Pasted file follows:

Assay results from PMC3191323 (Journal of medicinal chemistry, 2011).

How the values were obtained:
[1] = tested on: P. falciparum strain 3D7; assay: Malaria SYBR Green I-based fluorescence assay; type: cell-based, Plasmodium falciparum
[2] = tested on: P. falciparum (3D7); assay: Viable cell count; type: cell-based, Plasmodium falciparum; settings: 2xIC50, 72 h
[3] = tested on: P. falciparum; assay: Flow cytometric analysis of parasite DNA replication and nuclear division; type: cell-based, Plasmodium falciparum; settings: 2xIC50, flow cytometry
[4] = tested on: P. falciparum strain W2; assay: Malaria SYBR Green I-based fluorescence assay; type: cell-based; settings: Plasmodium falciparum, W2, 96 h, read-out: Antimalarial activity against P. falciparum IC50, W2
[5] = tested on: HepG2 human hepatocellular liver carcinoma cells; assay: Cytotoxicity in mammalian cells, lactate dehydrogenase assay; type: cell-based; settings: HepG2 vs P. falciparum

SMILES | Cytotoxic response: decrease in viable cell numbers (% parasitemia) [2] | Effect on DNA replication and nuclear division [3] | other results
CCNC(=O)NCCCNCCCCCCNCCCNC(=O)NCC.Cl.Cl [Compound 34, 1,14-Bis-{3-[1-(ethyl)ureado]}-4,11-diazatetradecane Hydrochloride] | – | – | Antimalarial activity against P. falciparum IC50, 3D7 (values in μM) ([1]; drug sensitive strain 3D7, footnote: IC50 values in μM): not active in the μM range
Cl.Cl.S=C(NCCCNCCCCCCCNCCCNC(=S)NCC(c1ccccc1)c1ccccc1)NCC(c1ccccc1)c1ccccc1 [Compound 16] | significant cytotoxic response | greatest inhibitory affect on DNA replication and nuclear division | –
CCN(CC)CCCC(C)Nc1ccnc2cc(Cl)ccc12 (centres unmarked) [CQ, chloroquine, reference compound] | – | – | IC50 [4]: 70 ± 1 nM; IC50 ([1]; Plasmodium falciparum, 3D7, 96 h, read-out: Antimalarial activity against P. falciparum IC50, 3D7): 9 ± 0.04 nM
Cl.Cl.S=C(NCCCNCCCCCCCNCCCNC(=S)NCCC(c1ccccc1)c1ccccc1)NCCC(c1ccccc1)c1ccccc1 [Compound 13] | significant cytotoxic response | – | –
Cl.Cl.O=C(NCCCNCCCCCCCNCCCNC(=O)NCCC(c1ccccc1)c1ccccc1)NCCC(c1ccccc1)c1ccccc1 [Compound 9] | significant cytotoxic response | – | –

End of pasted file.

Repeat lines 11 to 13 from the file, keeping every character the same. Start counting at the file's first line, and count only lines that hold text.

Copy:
CCN(CC)CCCC(C)Nc1ccnc2cc(Cl)ccc12 (centres unmarked) [CQ, chloroquine, reference compound] | – | – | IC50 [4]: 70 ± 1 nM; IC50 ([1]; Plasmodium falciparum, 3D7, 96 h, read-out: Antimalarial activity against P. falciparum IC50, 3D7): 9 ± 0.04 nM
Cl.Cl.S=C(NCCCNCCCCCCCNCCCNC(=S)NCCC(c1ccccc1)c1ccccc1)NCCC(c1ccccc1)c1ccccc1 [Compound 13] | significant cytotoxic response | – | –
Cl.Cl.O=C(NCCCNCCCCCCCNCCCNC(=O)NCCC(c1ccccc1)c1ccccc1)NCCC(c1ccccc1)c1ccccc1 [Compound 9] | significant cytotoxic response | – | –